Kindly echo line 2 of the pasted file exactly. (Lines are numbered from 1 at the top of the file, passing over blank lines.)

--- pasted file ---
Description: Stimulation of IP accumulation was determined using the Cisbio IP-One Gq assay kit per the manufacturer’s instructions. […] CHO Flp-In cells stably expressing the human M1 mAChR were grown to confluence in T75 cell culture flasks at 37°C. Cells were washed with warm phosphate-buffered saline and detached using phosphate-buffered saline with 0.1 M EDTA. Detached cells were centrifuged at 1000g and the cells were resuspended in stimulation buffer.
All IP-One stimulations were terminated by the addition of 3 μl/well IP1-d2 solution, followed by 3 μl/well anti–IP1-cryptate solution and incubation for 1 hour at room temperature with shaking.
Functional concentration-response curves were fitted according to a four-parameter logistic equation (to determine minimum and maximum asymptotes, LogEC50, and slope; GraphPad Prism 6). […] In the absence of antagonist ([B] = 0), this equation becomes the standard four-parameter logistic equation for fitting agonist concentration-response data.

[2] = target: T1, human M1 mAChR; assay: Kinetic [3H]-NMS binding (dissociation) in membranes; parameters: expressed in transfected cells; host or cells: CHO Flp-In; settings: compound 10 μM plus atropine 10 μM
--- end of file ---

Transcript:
All IP-One stimulations were terminated by the addition of 3 μl/well IP1-d2 solution, followed by 3 μl/well anti–IP1-cryptate solution and incubation for 1 hour at room temperature with shaking.